Utilization The term “development support” refers to the upkeep and support of applications in a live environment. It’s often referred to as “production support” on occasion.
So, what exactly do we mean when we say “development environment”? During their lifecycle, all applications go through phases such as requirement analysis, development, testing, and QA, before being deployed, or “going live.” Development environment is the name given to this live environment.
Who supports an application in production environment?
To answer this question, we must look at the history of industry. It used to be that all was bundled into one, and the developer would then fund the app until it went into development.
However, as the support model matures, things are becoming more tiered. This means that resources are used more efficiently. For example, if a user requires assistance with new account configuration, it is not practical to call in a resource with technical expertise to show the user how to proceed.
first-line assistance (ITIL Service Operation) The top level of a hierarchy of support groups participating in incident resolution.
second-line assistance (ITIL Service Operation) The second tier of a hierarchy of support groups participating in incident response and issue investigation. There are more items in each level.
third-line assistance (ITIL Service Operation) The third tier of a hierarchy of support groups participating in incident resolution and issue investigation. There are more items in each level.
User: The client for whom the applications have been created.
Developer/Development team: The team that created the application.
QA – Quality assurance: Function or team that tests the application to ensure it meets the standards.
What do these support levels signify?
L1 – Level 1 support:
This is the first line of support, could be user facing or in some cases there might be an additional help desk function that does the user facing activities.
Since it is user-facing, the support feature cannot be classified as L1. It was divided into categories according to the level of expertise needed to address the problem or request. All tasks that are thoroughly documented and can be accomplished by following the steps outlined in the documentation are considered Level 1 help. This documentation is essential for the level-based support to work properly. In the industry, support documentation is referred to by a variety of terms, which are often used interchangeably. However, the forms and their meanings are mentioned below.
Known error record: Documentation containing a list of issues and their solutions.
Run book: documents outlining the tasks that the support team would conduct on a daily basis.
User manual: Documentation for users that explains how to use the program and its different features.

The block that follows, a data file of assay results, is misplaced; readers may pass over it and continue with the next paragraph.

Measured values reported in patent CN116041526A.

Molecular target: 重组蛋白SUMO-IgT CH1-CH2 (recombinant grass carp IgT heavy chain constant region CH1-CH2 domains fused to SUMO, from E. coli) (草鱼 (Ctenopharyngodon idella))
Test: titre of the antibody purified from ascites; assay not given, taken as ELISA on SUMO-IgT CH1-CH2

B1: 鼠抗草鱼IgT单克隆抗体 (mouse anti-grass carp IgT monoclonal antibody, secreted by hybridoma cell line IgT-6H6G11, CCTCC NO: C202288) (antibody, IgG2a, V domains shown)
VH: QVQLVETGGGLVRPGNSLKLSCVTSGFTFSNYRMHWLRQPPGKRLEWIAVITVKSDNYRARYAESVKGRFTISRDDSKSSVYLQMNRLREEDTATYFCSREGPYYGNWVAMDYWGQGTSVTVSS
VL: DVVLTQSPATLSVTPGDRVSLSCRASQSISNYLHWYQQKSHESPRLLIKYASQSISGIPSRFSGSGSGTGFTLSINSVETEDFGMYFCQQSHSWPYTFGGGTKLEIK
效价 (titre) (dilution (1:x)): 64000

Help document: Provides information about the device and application from a support standpoint.
Standing instructions: These are one-time instructions for resolving a problem. In certain cases, they are intended to be temporary before a permanent solution is found.
Escalation procedures: hierarchy and escalation tree
Handover doc: open problems or tasks that must be completed by the next shift
Level 1 tasks are essentially problems that can be resolved by consulting documents and, most significantly, can be completed in a limited amount of time. Level 1 is high-volume work; usually, teams receive hundreds of tickets every day and can devote just a few minutes to resolving a problem.
L1 tasks may or may not necessitate technical/functional skills. Even if technical skills are needed, it is reasonable to believe that a basic understanding of the skills involved would suffice.
This support level can be staffed by resources with fewer years of experience.
At this level of service, excellent communication skills are critical. You must keep affected parties or users updated in a timely and precise manner. The first step in the help process is acknowledgment, which means telling the customer that you’ve received his request or problem and are working on it. The following move is to include timelines and actions to take. Closure and confirmation are the third and final steps.
L2 – Level 2 support:
In comparison to L1, Level 2 support tasks necessitate more technical/functional skills. L2’s function will be to try to address requests or problems that aren’t always reported. It may also include recorded tasks that are complex in nature and require specific technical skills to complete.
The work profile of L2 is similarly open-ended as this specification. They may be expected to look at scripts and code to solve problems, or they may be expected to rely on their knowledge to guess the solution to a problem.
As a result, L2 resources are supposed to be well-versed in the technologies they will be working with. In this level, people with intermediate ability levels are expected to deliver.
L3 – Level 3 support:
In the hierarchy, level three is sandwiched between the L2 and the dev teams, and their responsibilities include bug fixes and hot fixes to address problems. As a result, advanced technological skills are demanded of them. If they are unable to resolve a problem, it is forwarded to development teams for resolution.
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Also Read: https://www.guru99.com/software-testing.html